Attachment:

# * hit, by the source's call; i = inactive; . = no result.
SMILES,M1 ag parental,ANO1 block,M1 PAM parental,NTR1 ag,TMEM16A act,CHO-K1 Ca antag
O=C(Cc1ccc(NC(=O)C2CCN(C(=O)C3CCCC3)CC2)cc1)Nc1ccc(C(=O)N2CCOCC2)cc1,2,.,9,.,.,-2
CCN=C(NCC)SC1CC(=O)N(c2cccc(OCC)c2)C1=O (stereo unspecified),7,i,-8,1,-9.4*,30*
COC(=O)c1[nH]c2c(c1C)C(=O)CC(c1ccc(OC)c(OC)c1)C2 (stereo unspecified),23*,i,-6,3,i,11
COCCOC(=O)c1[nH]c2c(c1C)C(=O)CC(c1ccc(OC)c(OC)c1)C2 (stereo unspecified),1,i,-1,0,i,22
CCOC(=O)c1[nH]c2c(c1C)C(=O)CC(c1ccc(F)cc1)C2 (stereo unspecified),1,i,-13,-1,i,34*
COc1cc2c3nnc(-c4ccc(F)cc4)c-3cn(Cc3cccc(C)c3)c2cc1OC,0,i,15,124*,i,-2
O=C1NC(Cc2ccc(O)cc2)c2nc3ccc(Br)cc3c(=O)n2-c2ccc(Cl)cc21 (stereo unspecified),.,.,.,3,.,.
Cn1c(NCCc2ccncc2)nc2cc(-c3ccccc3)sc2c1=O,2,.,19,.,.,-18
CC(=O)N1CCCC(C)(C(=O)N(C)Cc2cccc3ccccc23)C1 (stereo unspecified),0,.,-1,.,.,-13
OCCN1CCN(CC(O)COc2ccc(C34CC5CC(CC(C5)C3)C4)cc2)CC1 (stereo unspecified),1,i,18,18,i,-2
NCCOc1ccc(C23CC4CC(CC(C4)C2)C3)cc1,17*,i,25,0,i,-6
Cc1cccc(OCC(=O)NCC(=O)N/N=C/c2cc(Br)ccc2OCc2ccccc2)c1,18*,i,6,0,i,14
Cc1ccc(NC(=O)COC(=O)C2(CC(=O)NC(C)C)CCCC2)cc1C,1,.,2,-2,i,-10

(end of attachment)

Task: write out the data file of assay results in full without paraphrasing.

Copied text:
# * hit, by the source's call; i = inactive; . = no result.
SMILES,M1 ag parental,ANO1 block,M1 PAM parental,NTR1 ag,TMEM16A act,CHO-K1 Ca antag
O=C(Cc1ccc(NC(=O)C2CCN(C(=O)C3CCCC3)CC2)cc1)Nc1ccc(C(=O)N2CCOCC2)cc1,2,.,9,.,.,-2
CCN=C(NCC)SC1CC(=O)N(c2cccc(OCC)c2)C1=O (stereo unspecified),7,i,-8,1,-9.4*,30*
COC(=O)c1[nH]c2c(c1C)C(=O)CC(c1ccc(OC)c(OC)c1)C2 (stereo unspecified),23*,i,-6,3,i,11
COCCOC(=O)c1[nH]c2c(c1C)C(=O)CC(c1ccc(OC)c(OC)c1)C2 (stereo unspecified),1,i,-1,0,i,22
CCOC(=O)c1[nH]c2c(c1C)C(=O)CC(c1ccc(F)cc1)C2 (stereo unspecified),1,i,-13,-1,i,34*
COc1cc2c3nnc(-c4ccc(F)cc4)c-3cn(Cc3cccc(C)c3)c2cc1OC,0,i,15,124*,i,-2
O=C1NC(Cc2ccc(O)cc2)c2nc3ccc(Br)cc3c(=O)n2-c2ccc(Cl)cc21 (stereo unspecified),.,.,.,3,.,.
Cn1c(NCCc2ccncc2)nc2cc(-c3ccccc3)sc2c1=O,2,.,19,.,.,-18
CC(=O)N1CCCC(C)(C(=O)N(C)Cc2cccc3ccccc23)C1 (stereo unspecified),0,.,-1,.,.,-13
OCCN1CCN(CC(O)COc2ccc(C34CC5CC(CC(C5)C3)C4)cc2)CC1 (stereo unspecified),1,i,18,18,i,-2
NCCOc1ccc(C23CC4CC(CC(C4)C2)C3)cc1,17*,i,25,0,i,-6
Cc1cccc(OCC(=O)NCC(=O)N/N=C/c2cc(Br)ccc2OCc2ccccc2)c1,18*,i,6,0,i,14
Cc1ccc(NC(=O)COC(=O)C2(CC(=O)NC(C)C)CCCC2)cc1C,1,.,2,-2,i,-10